Unearth NYC

Written By Samantha Martinez | March 12, 2015 | Published in Elegran Insider, How To NYC, NYC Lifestyle
Trinity bar

You can live in New York for years and still not uncover all its rare gems. It can take some deep exploring to find all the rarities that truly make this city unique. While you may have uncovered some of New York City’s treasures, there are still many hidden beneath the surface. Take a walk and explore all that NYC truly has to offer.

New York Public Library - Terence Cardinal Cooke – Cathedral Branch

This New York Public Library location opened in 1992 and is tucked away at Lexington Avenue and 53rd Street. There is no street-level sign announcing its existence. The entrance to the library is located underground in the subway station! The library began as part of the NY Archdiocese’s Cathedral Library Association in 1887. The 2,100 square feet location is amongst the smallest of the 90 branches in the New York system. The location has little room for desktop computers, but makes up for it with 13 laptops. Even though the branch is small, it has high circulation activity from the influx of commuters.

The Ford Foundation Building

Growing deep inside of a Turtle Bay office building is a miniature tropical rainforest – located on East 43rd Street. In 1967, Kevin Roche and John Dinkeloo designed the building as a home for the Ford Foundation – Henry and Edsel Ford’s humanitarian charity organization. This twelve-story building is constructed of glass and steel, representing an evolutionary approach to expanding the limits of modernism. The building creates the ideal tropical environment for plant life to thrive year round, with two giant glass walls and ceilings that create a large-scale tropical greenhouse. The building is open to the public so make sure to venture in and escape the concrete jungle.

Trinity Place Bank Vault Bar

In the heart of New York’s Financial District is a bar - hidden inside a basement vault. The vault at Trinity Place has been restored, originally commissioned by the New York Realty Bank in 1904. Built by the Mosler Safe Company in Upstate Hudson, New York, the vault was designed to have two entrances on either side, each weighing 35 tons. Being so large and heavy, the vault had to be specially transported to its final resting place at 115 Broadway, which was designed by Francis Kimball as the US Realty building. The original five-inch steel walls remain exposed, giving patrons a sense of how secure the old bank vault was.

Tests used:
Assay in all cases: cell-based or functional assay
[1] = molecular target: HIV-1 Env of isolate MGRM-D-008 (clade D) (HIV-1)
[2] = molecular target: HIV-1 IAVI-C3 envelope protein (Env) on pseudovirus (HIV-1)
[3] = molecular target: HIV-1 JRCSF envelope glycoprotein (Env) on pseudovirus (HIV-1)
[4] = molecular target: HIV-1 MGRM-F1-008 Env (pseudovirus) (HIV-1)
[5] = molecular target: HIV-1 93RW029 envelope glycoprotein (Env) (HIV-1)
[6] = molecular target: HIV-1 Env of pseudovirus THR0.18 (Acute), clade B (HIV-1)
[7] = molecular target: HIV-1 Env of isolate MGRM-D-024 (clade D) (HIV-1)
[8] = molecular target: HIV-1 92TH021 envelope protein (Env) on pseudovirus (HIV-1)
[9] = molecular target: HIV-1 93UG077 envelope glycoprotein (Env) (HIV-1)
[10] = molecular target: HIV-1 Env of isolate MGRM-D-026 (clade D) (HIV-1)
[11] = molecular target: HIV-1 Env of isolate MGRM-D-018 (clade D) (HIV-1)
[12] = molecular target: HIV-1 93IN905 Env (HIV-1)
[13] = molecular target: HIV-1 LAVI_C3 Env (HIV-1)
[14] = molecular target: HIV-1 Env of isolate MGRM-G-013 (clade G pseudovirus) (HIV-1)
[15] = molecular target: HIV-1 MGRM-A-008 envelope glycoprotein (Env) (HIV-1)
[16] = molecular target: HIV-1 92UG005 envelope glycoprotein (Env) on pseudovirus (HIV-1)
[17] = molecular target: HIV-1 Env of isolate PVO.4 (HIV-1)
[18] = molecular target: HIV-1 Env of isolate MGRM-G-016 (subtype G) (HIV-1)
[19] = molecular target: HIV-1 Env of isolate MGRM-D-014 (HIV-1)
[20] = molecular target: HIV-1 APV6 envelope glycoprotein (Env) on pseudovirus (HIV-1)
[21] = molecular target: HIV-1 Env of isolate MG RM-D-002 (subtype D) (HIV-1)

The Players

A posh, members-only club founded in 1888, The Players caters to an exclusive and prestigious group of theater professionals. Edwin Booth (brother of John Wilkes Booth), purchased a Gothic Revival-style mansion facing Gramercy Park, designed by architect Stanford White to transform it into an exclusive club “for the promotion of social intercourse between the representative members of the dramatic profession and the kindred professions of literature, painting, sculpture and music, and the patrons of the arts.” Still a members-only institution, The Players occasionally opens its doors to the public for readings, screenings and performances. Inside is home to a grand collection of theatrical props costumes, and literature. The greatest treasures are kept upstairs under lock and key, preserved in the apartment of the late Edwin Booth: a skull belonging to Booth’s father, a framed charcoal etching of William Shakespeare’s gravestone, and a bedside photograph of his notorious brother John.

The Grolier Club

Established in 1917, this private club is known as of the oldest bibliophilia - intense love for books - clubs in North America. The club is dedicated to Jean Grolier de Servieres, a 16th century French bibliophile and collector. Located on the Upper East Side, it regularly hosts public exhibitions on literary arts, with past shows focusing on Edgar Allan Poe, Symbolism, American Printers, and Science. The Grolier Club also holds a research library packed with texts on literary arts, such as bookbinding and illustration.

Tannen’s Magic Store

New York’s oldest magic shop, Tannen’s, has been supplying magicians with tricks and style since 1925. The entire store is conveniently divided into sections by ‘type of magic’: cigarette magic, coin magic, dove magic, knife magic, and so much more. The new store location is located at Herald Square, a few feet away from the Flosso-Hornman-Martinka Store, where Harry Houdini used to be President. And in case you want to become one of those famous magicians, they offer exclusive magic camps and classes. 


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